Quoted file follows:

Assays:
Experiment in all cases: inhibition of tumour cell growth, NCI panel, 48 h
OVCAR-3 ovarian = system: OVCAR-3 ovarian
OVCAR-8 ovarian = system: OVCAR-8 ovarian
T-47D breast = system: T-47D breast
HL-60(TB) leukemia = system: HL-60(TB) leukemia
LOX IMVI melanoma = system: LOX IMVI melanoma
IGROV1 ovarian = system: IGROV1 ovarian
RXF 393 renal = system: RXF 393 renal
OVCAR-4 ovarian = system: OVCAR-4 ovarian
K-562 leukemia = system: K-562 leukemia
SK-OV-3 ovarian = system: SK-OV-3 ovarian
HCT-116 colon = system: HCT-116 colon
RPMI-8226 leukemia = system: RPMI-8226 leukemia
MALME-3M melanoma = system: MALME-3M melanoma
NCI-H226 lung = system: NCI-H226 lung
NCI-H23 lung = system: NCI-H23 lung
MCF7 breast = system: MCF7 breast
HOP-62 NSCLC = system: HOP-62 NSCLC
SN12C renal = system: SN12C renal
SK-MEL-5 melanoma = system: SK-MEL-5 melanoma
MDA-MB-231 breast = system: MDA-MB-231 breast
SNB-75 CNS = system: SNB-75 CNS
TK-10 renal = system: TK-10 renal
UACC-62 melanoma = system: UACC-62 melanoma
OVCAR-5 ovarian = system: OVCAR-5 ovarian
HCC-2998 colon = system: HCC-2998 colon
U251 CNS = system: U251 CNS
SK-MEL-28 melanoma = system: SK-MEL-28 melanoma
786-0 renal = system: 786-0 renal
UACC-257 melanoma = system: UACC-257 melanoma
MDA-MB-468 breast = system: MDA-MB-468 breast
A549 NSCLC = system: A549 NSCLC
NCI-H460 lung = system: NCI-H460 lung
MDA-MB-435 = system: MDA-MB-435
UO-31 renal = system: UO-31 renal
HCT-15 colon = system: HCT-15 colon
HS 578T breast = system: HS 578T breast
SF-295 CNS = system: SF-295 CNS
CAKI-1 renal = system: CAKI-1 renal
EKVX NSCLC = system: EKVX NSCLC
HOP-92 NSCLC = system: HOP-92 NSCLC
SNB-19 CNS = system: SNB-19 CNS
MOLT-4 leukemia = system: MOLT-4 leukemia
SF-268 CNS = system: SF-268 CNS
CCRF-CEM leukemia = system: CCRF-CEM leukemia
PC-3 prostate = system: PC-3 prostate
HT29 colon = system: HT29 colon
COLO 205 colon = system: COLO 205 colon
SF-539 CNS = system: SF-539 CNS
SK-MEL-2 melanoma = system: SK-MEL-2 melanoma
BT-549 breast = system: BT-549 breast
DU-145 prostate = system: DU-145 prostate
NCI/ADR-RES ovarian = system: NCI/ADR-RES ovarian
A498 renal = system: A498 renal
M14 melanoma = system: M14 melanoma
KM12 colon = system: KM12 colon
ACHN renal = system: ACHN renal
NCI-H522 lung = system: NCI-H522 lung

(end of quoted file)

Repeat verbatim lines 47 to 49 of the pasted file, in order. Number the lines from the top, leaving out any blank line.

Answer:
PC-3 prostate = system: PC-3 prostate
HT29 colon = system: HT29 colon
COLO 205 colon = system: COLO 205 colon